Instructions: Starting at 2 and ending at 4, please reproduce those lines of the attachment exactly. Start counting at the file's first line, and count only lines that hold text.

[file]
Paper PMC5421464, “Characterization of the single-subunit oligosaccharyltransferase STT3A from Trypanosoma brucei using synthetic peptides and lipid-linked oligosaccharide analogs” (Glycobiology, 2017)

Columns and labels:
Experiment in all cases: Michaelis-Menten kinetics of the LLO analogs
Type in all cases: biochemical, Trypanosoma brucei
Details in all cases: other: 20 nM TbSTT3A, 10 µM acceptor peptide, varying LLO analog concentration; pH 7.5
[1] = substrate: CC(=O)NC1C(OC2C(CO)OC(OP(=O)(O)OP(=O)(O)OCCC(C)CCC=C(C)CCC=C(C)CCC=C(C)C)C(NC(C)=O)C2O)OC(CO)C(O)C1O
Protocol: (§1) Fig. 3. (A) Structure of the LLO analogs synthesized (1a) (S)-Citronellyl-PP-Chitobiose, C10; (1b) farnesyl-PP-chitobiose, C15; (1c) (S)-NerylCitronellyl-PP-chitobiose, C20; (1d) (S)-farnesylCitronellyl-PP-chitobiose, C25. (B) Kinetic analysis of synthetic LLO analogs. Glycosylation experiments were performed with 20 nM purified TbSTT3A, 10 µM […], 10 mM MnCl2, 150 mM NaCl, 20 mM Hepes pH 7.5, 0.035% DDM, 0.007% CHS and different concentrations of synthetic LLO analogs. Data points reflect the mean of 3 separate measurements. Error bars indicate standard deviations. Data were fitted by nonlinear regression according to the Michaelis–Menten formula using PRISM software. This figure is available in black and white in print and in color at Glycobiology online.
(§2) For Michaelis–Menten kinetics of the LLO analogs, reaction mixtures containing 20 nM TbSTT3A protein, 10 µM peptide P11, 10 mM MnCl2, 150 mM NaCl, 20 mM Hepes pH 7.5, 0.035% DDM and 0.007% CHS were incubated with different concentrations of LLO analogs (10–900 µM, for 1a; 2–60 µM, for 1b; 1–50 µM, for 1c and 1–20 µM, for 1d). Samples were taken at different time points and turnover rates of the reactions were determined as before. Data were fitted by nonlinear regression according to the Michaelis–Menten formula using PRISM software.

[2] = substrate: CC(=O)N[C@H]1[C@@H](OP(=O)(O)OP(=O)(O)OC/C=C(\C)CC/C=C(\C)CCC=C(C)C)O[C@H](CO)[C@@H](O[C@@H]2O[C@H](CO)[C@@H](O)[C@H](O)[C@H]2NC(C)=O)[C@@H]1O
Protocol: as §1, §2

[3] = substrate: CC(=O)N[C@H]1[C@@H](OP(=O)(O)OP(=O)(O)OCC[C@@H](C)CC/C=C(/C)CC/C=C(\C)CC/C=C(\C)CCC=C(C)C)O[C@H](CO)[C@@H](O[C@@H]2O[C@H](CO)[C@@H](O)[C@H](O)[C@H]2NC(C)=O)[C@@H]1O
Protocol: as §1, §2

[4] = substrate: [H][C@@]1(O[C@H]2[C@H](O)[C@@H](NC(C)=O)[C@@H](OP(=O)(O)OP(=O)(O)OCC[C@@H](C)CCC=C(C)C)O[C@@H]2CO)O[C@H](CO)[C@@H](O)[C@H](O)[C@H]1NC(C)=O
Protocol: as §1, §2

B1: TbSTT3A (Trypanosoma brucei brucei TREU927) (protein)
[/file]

Columns and labels:
Experiment in all cases: Michaelis-Menten kinetics of the LLO analogs
Type in all cases: biochemical, Trypanosoma brucei